A few days later, thedarkoverlord announced another data breach from a fourth company (a health insurer) of 9.3 million patient records. The same scenario unfolded and the database was priced for online purchase for $485,000.
Has anyone purchased these databases? It’s hard to say. It’s likely the hackers won’t be talking about it and the same goes for any criminal group who purchased them. Why draw attention to yourself from law enforcement?
The main takeaway here is to safeguard your data. With healthcare records being worth so much on the illegal market, we are going to continue to be targets. Private practices, of course, won’t be storing millions or hundreds of thousands of records, but we still are keeping records that have a good amount of value to those looking to steal identities.
Talk to your IT folks and make sure you have your network as secure as they can make it. The best offense is a good defense.
The ransomware threat
If you haven’t heard of ransomware yet, you will. In the most simple terms, it is either a virus-type program that gets on your computer the same way a virus does or the program is placed there by a hacker who breaks into your computer or network and installs it.
That means that the standard problems of opening an infected email, running a malicious program that you think is safe, using a jump drive that infects your computer in the background, etc., are all ways you can end up with a ransomware problem.
The ransomeware program encrypts the hard drive of the computer it is installed on. When the computer is started, all the user sees is a screen that tells the user how to contact the criminal in charge of the ransomware. This person wants money and will hold your data hostage until they get what they want.
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If you are lucky, the scammer will get their money, give you a password that restores your hard drive, and all is well. However, in many cases the money is taken and nothing ever happens past that. No password or instructions… nothing. Basically the computer owner is left hung out to dry and ends up having to reformat their computer.
Ransomware is becoming more and more common and it is especially happening more in healthcare. According to a recent threat report by Solutionary’s Security Engineering Research Team in the second quarter of 2016, 88 percent of all ransomware attacks were targeting hospitals. They also claim that 94 percent of the attacks in the healthcare system were linked to the same ransomware program called CryptoWall.
So, how do you fight this threat? The first way is to not be fooled into running anything that can infect your computer or your office network. The second way is to have a vigorous and robust backup and recovery process.
In addition to utilizing USB portable hard drives and large capacity jump drives, I highly recommend using a system called DDS Rescue.
DDS Rescue is a self-contained computer that is shipped to your office and plugs into your network via standard network cabling. A program is then installed on your server that allows the DDS Rescue system to see the server on the network and connect to it.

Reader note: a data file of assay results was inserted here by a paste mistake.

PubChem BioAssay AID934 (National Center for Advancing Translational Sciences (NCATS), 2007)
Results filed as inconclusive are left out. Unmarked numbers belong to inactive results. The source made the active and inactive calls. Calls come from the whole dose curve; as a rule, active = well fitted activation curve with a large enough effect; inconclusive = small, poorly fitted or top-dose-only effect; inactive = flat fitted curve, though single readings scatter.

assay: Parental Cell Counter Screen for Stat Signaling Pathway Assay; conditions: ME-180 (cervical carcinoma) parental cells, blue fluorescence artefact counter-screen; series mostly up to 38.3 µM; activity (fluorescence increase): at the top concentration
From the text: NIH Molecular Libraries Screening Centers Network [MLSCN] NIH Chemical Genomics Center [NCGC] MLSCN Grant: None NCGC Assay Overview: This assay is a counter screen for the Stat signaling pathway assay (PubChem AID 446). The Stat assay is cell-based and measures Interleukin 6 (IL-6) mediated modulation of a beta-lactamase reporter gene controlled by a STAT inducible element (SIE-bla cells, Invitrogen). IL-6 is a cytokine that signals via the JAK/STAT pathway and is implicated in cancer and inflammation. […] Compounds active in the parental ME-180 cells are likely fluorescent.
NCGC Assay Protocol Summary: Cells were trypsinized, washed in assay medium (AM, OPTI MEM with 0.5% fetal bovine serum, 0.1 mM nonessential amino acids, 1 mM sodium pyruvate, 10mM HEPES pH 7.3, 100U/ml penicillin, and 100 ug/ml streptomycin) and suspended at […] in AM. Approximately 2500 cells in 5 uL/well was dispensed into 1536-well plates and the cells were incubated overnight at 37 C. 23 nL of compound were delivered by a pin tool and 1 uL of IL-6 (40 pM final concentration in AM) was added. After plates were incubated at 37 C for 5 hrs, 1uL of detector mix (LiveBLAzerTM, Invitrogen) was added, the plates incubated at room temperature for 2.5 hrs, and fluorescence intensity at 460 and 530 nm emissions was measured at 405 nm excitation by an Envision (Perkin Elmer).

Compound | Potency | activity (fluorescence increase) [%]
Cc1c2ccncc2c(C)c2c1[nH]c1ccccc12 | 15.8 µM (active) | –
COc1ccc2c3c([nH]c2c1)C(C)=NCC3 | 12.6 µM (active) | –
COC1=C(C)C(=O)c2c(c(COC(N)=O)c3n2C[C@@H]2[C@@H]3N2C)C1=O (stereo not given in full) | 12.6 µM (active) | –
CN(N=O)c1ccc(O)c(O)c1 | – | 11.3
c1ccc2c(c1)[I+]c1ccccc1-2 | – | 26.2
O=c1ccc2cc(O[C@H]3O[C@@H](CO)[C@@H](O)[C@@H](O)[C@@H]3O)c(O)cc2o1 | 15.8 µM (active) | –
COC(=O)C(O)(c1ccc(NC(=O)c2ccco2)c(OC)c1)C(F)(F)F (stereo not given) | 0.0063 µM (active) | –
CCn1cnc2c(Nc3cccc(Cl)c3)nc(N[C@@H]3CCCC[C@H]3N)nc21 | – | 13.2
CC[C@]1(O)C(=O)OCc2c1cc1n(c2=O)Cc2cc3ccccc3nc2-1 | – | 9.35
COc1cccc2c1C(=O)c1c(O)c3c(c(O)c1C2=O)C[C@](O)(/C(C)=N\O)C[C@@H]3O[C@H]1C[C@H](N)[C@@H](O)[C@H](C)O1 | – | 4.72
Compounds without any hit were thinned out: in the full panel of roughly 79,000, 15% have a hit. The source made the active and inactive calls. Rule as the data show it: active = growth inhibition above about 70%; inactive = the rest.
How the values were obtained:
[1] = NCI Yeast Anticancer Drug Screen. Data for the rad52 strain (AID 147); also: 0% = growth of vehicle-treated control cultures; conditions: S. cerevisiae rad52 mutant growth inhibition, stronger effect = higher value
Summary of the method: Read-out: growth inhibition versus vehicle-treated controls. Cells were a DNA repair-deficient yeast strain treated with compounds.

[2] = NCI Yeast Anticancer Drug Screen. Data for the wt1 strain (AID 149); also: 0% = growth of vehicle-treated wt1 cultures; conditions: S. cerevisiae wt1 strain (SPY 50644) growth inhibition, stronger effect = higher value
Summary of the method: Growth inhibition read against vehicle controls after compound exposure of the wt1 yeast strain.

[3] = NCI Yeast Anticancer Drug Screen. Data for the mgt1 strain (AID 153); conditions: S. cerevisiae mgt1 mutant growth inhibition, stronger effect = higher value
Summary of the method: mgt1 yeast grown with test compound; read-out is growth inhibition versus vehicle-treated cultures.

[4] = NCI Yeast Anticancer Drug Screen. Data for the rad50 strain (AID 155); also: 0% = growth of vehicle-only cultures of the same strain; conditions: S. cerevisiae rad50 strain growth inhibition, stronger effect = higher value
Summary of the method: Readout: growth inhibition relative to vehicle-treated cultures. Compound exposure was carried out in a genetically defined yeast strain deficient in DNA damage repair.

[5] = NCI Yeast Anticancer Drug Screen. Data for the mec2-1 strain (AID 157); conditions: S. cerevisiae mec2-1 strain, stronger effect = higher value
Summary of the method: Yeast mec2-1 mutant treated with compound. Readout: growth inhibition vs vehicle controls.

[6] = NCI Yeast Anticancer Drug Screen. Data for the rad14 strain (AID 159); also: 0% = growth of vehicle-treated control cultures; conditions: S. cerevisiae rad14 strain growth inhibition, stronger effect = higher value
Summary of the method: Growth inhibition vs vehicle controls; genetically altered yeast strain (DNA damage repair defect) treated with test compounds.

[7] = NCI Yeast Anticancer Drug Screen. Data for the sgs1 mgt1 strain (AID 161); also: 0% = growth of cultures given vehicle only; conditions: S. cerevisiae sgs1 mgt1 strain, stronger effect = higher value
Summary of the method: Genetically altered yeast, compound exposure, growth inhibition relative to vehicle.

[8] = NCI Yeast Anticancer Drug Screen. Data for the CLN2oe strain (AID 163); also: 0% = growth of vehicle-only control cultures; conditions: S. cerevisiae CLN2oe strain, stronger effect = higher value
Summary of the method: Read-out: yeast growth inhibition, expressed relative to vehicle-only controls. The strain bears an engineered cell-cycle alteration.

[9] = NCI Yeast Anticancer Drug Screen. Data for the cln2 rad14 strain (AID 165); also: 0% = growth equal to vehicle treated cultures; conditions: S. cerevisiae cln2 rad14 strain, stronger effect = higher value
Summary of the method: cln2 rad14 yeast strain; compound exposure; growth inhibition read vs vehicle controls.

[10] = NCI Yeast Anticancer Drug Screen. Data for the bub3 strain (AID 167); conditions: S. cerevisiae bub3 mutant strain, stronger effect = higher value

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The DDS Rescue system creates multiple bootable backups of your data onsite. However, that’s only half of the amazing part. The other half is that these same bootable backups are uploaded to the cloud and stored in a secure server farm.
If a disaster ever befalls your office, these bootable backups can be accessed, giving you access to your data.
Since DDS Rescue creates a backup once every hour, if you ever are unlucky enough to face ransomware you can recreate your data with minimal downtime. I know of several offices that have been saved from ransomware by DDS Rescue the system is running in my office as I type this.
Security requires professionals
We are now at a point in the digital evolution that we must have IT professionals whose job is to make sure our networks and data are safe. In the same way that we don’t want patients diagnosing and treating their dental problems, IT pros don’t want dentists trying to configure and protect their IT infrastructure.
In order to keep things safe and HIPAA compliant, you need a good IT company.
Also, should you ever have the disaster of a security breach here are a couple of recommendations to help you. Before disaster strikes, talk your insurance professional about coverage called “Data Compromise and Identity Restoration.”
Data compromise is coverage for data that is breached that impacts a customer. Identity restoration is for helping to deal with the impacts on the practice. They are separate endorsements but sold as a package. My current cost for these two products is $157 per year and I sleep much better knowing those policies are in place.
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Security is serious business
It’s important that we take the necessary steps to make sure we are prepared for any type of outside attack before they take place. By thinking things through and having professionals on your team that can help when disaster strikes, you’ve already won half the battle. Remember, just because you're paranoid doesn’t mean they’re not out to get you!